Despite  the  confluence  of  multiple  shocks,  growth across all five African regions was positive  in  2022—  and  the  outlook  for  2023–24  is  projected to be stable. For example in Central Africa, bolstered  by  favorable  commodity  prices,  growth  is  estimated  to  have  been the continent’s fastest, at 4.7 percent, up from 3.6 percent in 2021. In East Africa, growth is estimated to have moder-ated to 4.2 percent in 2022 from 5.1 percent in 2021 but is projected to recover to the prepan-demic average above 5.0 percent in 2023 and 2024.


Slowing global demand, tighter financial con-ditions, and disrupted supply chains had differentiated impacts on African economies. The impacts  of  shocks  on  resource-intensive  economies and major commodity exporters varied in 2022 depending on the type of exported commodities. Overall, the outlook is positive, with prices for key  exports  remaining  high  and  competition  for  Africa’s  natural  resources  expected  to  grow as  advanced economies look for alternative food and energy markets and for mineral resources to support their green transitions.


Tighter  global  financial  conditions  put  pres-sure  on  African  domestic  currencies,  raising  the risk from already high inflation, but infla-tion is projected to ease in 2023 as countries sustain  restrictive  monetary  and  structural policies. The  tighter  global  financial  conditions  destabilized the foreign exchange markets of most African countries, but the dynamics were mixed. Most  African  currencies,  especially  in  commod-ity-exporting  countries,  lost  substantial  value  against  the  US  dollar  in  2022  due  to  monetary  policy  tightening  in  the  United  States.


Average consumer price inflation is estimated to have increased by 0.9 percentage point, to 13.8 percent in 2022 from 12.9 percent in 2021, the highest in more than a decade. It reached double digits in 19 African countries, with the high-est rates in east Africa (25.3 percent), west Africa (16.8 percent), and Southern Africa (13.2 percent).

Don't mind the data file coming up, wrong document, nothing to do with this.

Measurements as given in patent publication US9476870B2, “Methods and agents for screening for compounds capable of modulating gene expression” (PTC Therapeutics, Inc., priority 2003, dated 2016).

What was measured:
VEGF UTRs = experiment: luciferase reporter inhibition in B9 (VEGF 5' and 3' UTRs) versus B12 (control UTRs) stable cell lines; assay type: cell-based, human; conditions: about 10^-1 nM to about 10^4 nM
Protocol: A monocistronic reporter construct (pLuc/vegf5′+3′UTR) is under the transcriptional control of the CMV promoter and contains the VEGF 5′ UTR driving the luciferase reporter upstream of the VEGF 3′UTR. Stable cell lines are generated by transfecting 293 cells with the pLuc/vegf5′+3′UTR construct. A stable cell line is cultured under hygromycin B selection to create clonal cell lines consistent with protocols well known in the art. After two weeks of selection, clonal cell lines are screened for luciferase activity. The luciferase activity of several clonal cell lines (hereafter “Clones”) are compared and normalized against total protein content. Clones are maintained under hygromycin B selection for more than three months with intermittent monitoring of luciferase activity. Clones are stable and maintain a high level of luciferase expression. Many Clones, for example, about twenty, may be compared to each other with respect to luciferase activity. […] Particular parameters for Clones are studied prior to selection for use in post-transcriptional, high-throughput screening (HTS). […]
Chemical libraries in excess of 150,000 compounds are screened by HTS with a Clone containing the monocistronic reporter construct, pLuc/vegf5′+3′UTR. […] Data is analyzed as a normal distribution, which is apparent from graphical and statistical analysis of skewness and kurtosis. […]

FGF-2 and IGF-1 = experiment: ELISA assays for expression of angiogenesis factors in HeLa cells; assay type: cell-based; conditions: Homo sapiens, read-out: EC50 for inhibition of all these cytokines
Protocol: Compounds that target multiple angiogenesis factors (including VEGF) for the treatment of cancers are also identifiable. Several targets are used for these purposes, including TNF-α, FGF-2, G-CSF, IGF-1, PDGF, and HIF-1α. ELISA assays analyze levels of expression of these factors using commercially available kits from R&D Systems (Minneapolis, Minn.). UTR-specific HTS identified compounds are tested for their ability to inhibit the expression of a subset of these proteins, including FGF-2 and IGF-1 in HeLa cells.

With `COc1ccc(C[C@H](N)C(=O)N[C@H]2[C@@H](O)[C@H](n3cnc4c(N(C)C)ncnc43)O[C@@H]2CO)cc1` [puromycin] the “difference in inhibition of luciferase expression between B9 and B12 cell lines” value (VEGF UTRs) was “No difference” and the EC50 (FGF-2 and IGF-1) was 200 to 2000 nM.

Africa’s  current  account  deficit  narrowed  slightly,  to  1.5  percent  of  GDP  in  2022  from  1.7 percent in 2021, due to improved trade bal-ances buoyed by higher commodity exports. The deficit is projected to stabilize at 1.6 percent of  GDP  in  2023–24,  supported  by  the  knock-on  effects  of  commodity  prices  on  net  commod-ity  importers  and  exporters.  Similarly,  the  aver-age  fiscal  deficit  is  estimated  to  have  narrowed  to  4.4  percent  of  GDP  in  2022  from  5.2  percent  in 2021, thanks to fiscal consolidation measures by  several  countries.


The  welcome  recovery  and  the  economic  resilience of African countries in the short to medium  term  come  with  cautious  optimism  given the considerable global uncertainty. The risks of debt default could increase in some Afri-can countries— given the already high accumula-tion and changed structure of public debt in the past  decade,  the  additional  financial  pressures  created  by  the  appreciating  US  dollar,  and  the  tightening monetary conditions globally.


The main downside risks to the outlook are: high interest rates, which could exacerbate the cost  of  debt  service  and  slip  some  countries  into a high risk of debt distress; losses and damages due to extreme weather events; dependence on commodity exports with lim-ited value addition; regional  conflicts  in  key  hotspots  such  as  Burkina Faso, Democratic republic of Congo, ethiopia, Mali, and Mozambique; political  risks  due  to  upcoming  national  elec-tions in some countries. Also, an estimated 15 million additional people were driven  into  extreme  poverty  in  Africa  due  to  higher  global  energy  and  food  prices  in  2022,  exacerbating  the  increase  in  extreme  poverty  induced  by  the  COVID-19  pandemic.

Download the full publication here